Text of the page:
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250th anniversary celebration of the town of Northfield, Mass., June 22, 23 and 24, 1923 online

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2^0 YEARS

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NORTBFIELD



1673-1923




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UNIVERSITY OF MASSACHUSETTS
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250th Anniversary Celebration



OF THE



Town of Northfield, Mass.




June 22, 23 and 24, 1923



-^ HER£.E«CLOSE0 BY A -

STOCKADE, THE HRST
SETTLEMENT Of THIS TOWN

WftS MADE IN 1673.

NINE RODS WEST, A f ORT waS

BUILT IH i885;RE8UILT IN 1722.

, EIGHT RODS SOUTH EAST

STOOD COUNCiL RQCf




Historical Sketch

By El.mku ¥. Howakd.



THE SETTLEMENT OF NORTHFIELD.

Before the exploration by white men, and the settlement of the
town of Northlield, the territory was occupied by a tribe of In-
dians called the Squakheags, a name meaning "A spearing place
for salmon."

jMany evidences of this occupation have been discovered, prov-
ing that nearly every bluff along the river with an adjacent brook
was the site of an Indian village. Among such sites the one west
of Bennett's INIeadow Bridge is noted as the home of King Philip
from February to April, 16TG.

Little is known of the antecedent history of this tribe, but it
is known that they were attacked by the Mohawks in 16G3, who
in turn were unsuccessfully attacked by the Squakheags in 1669.

At about this time the white men appeared, and were welcomed
as possible allies against the ]\Iohawks. A sale of land was nego-
tiated with the Indians, who probably failed to understand its full
significance, and they continued to occupy their villages on the
land thus sold.

Relations with the white men were friendly except during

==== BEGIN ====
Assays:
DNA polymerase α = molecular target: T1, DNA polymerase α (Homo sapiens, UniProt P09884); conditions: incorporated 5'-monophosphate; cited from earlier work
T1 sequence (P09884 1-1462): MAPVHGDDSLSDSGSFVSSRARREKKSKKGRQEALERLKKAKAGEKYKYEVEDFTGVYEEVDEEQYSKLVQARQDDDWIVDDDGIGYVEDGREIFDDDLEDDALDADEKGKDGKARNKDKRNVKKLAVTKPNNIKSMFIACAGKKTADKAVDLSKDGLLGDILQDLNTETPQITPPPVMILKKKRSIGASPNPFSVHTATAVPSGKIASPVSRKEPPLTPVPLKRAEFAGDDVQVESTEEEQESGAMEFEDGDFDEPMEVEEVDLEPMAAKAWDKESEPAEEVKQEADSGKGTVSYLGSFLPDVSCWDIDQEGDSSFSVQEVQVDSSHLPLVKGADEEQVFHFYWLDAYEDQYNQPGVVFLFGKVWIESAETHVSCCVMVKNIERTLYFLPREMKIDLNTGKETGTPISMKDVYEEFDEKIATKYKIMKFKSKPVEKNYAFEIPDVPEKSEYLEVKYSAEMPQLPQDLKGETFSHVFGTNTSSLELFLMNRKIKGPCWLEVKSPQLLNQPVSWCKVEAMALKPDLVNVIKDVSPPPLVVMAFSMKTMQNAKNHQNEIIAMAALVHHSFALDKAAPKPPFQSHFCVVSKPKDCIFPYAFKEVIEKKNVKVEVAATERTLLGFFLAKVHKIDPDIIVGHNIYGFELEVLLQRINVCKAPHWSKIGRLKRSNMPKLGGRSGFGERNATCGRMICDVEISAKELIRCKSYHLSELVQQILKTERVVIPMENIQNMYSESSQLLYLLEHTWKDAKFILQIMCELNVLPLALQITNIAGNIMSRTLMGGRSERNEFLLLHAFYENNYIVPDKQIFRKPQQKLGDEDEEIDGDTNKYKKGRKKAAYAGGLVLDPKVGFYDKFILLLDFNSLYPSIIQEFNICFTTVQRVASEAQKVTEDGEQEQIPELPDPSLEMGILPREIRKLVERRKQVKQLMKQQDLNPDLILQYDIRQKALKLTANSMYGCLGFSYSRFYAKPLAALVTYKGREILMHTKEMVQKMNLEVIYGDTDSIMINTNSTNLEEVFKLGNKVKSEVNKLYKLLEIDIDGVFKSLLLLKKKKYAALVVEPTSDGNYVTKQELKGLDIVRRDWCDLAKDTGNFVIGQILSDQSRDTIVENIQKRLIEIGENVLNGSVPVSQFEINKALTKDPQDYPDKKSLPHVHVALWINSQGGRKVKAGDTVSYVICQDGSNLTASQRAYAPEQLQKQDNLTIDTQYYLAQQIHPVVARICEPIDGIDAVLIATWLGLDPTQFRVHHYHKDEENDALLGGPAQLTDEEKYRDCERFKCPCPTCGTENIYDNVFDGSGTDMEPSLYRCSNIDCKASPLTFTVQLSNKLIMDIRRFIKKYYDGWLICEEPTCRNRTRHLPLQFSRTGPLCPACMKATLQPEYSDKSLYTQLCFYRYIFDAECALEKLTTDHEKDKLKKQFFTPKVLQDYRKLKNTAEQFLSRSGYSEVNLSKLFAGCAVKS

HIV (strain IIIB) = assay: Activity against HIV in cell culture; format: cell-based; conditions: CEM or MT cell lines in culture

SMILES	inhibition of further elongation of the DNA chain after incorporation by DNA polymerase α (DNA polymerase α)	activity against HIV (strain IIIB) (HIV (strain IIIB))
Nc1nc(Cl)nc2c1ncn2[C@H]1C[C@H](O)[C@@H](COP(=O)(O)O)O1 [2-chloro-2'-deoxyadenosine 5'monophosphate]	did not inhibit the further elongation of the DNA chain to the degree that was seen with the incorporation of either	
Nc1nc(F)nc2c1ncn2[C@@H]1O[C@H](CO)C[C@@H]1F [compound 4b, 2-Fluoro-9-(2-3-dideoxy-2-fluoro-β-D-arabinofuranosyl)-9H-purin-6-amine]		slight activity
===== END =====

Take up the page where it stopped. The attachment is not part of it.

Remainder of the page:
periods of temporary hostility and when incited to war by the
enemies of the English.

THE FIRST SE'I*TLEMENT.

The first steps towards the settlement of Squakheag were taken
in 1670. A party from Northampton, including Joseph Parsons,
Sr., William Janes, George Alexander and Micah IMudge, ex-
amined the location and found the Indians anxious to sell. These
men, with Caleb Pomeroy, made the purchase in 1671. The origi-
nal purchase contained about 10,500 acres. The sum paid is

5



unknown, but an additional payment was made in 1(386, as the
Indians were dissatisfied with the original price, and a clear and
satisfactory title was given. A second purchase was made in 1673
on the west bank of the Connecticut, containing 3000 acres. These
two tracts comprised the town during the first settlement.

The first settlers arrived in the spring of 1673, and with them
came Elder Janes. A religious service was held under an oak
tree, standing until 1869. A stockade was built, houses were
commenced, and crops planted. There were sixteen families and
eighty to ninety persons in this group of settlers.

The site of this stockade and the location of the oak tree are
properly marked. They are near the south end of ]\Iain Street.

The first settlement was short-lived. In 1675 the Indians be-
came hostile, and after attacks on Brookfield in August, and on
Deerfield in September, Northfield was ravaged and the settlers
were compelled to abandon the territory.

The heroic efforts made by Captain Beers of Hadley to save
Northfield from the savages were unavailing. An ambuscade
threw his company into confusion and proved fatal to himself.
The place of the battle on "Beers Plain" and the traditional grave